I’ve never been on any kind of sports team so the things I think and the kinds of emotions that players and real fans have are things I imagine. I’ve never been the “thrill of victory the agony of defeat” kind of person and am not any team’s avid fan although I like championship contests. I always choose a side to root for. Generally, I root for New York teams and if they’re not in some playoff thing that you can’t avoid knowing about, I root for what appeals to me which are different things at different times. Also, I’m not a loyal fan and can change loyalties in the middle of any match.
I rooted for Pittsburgh during the Superbowl because I read a story about a nurse who was such an avid Steelers fan she was” tying terrible towels” on IV poles in the hospital she worked in to make everyone feel good. Before that I had never heard about heard about a “terrible towel”. When I heard about terrible towels I really liked the idea. Then, I found out that the opposing team’s thing was to wear a hat shaped like a wedge of cheese and be known as a cheesehead and since I could see myself waving a towel and could never ever see me wearing a wedge on my head, my choice was made for me.
My daughter is surprised about this because she knows that I frequent stores that sell over the top stupid things which I tend to buy for each season and holiday. A frequent purchase is some kind of hat and the ones that need batteries and light up and play a tune tend to appeal to me. But I don’t wear them. I have lots of things that make me happy that I don’t wear and at some point I will replenish them. But, I digress.
Since we got all burned up, I’ve sorta started thinking about my neighbors as “terrible towel” people. This isn’t supposed to be derogatory or anything it’s just a way to categorize people and everything I once believed about this being an awful thing to do isn’t so much and this has come in very handy on the Lower East Side.
This sounds awful but it’s kind of nice. Here, there’s an edge, The “Terrible Towel” people are strong and kind and funny and generous.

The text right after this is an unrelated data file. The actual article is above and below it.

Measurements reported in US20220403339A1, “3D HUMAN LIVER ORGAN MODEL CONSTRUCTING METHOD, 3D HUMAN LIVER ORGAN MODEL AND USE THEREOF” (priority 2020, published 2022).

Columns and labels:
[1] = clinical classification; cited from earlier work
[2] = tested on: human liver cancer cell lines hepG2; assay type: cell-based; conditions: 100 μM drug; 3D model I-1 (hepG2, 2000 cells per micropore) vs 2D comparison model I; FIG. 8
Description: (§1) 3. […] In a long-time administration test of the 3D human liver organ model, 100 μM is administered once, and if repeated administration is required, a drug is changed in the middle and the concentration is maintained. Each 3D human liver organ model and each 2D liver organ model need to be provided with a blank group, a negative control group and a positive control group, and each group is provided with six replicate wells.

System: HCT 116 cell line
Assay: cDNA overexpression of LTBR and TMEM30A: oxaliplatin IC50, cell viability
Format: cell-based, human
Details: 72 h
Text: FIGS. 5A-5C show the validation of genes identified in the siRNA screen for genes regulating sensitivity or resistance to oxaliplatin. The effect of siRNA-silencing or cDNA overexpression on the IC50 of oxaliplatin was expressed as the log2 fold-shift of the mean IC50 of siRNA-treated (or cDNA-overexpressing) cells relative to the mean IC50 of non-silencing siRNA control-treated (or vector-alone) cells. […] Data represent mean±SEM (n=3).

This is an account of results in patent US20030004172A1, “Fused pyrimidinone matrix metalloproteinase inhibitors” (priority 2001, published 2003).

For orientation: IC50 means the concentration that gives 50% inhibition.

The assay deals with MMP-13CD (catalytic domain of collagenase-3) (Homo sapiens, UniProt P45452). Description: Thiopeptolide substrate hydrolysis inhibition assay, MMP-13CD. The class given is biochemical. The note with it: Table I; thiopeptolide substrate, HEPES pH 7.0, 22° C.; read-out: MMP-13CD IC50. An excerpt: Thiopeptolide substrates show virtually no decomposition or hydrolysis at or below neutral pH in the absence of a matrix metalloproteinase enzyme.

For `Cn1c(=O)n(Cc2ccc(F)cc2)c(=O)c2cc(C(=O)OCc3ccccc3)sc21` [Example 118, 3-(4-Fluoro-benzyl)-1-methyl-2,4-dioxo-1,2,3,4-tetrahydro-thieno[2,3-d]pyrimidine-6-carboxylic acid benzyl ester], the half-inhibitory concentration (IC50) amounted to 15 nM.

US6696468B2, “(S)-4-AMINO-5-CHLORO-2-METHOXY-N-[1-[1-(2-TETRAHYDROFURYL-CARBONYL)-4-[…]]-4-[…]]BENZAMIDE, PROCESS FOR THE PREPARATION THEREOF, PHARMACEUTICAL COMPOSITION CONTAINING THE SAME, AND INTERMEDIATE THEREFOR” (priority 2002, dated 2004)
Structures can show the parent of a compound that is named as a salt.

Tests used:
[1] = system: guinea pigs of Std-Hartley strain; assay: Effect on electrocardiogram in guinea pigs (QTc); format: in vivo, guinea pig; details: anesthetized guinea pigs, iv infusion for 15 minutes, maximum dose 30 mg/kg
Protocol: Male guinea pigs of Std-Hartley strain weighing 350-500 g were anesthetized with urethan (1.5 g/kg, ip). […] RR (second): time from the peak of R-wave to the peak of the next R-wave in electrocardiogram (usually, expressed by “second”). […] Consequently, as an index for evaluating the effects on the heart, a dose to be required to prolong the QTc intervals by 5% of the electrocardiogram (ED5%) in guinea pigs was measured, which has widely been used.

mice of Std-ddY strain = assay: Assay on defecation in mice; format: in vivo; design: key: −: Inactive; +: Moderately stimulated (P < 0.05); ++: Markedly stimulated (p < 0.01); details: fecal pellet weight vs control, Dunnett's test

My next door neighbors gave me their apartment while they vacation. This is unbelievable. They are “terrible towel” people. I think they are fierce in their goodness. I’ve lived next door to them for almost nine years. I always liked them but now I love them.
One of the best things about living in their home is to meet them in a way that’s different than it used to be. They have pictures of all of the people they love all over the place and they’re a nice looking brood. I can figure out who lots of them are because I’ve heard of visits, have a couple of times seen them here to visit or seen my neighbors laden down with things and they tell me where they’re going.
They say, “we’re bringing this to my daughter’s for Pesche” and they talk about what a great baker she is and how she baked a gazillion things for the holiday. They say, “We’re going to a birthday party,” and sometimes tell things that are worrisome, like, “we’re going to visit our grandson in the hospital” then you hope everything’s really okay .You have an idea of who everyone is in all of the pictures, but there are old ones from a long time ago. Living here, in a community with a significant Jewish presence makes you hope there’s not some sad story to go with their photo even though you know there is.
There’s bunches of stuff like that. I knew my friend was crafty. She’s always knitting beautiful infant hats that she donates somewhere. But in her home, anywhere you go, anywhere you look, there’s something that she did. Lots of stained glass pieces (and I have come to really like the one with yellow lilies in the living room window) and some very good oil paintings that she did. I did not know my neighbor was a talented artist.
My friend’s husband is a really nice guy. If you live in his home you see hundreds of sterling silver thank yous. They’re from every philanthropic organization there is and I feel great reading the inscriptions on these trophies because they should be read even though it’s probably nosey.
There’s a framed picture here of, I think, my neighbor’s father, in front of an ambulance parked in a desert and the cab’s door it says: “Presented to the People of Israel in memory of the Victims of Neustadt.”
I’m telling these things because I want people to know about wonderful people. It’s wonderful to live in the shadow of greatness.
I don’t know how to be great. I don’t know how to be generous in a way that puts little cardboard cylinders designated for housing, clothing and shelter everywhere you’d empty your pockets of change.
I’m learning. I’m telling. I hope that the three months I’ve lived here make me a better person and barring that, a more thoughtful, generous one.
Every day, when I wake up I say hello to my neighbor's kin. I hope they’re all Steelers fans and if they aren’t I will change sides.
I live in a place where there’s a quiet goodness. That’s the thrill of victory.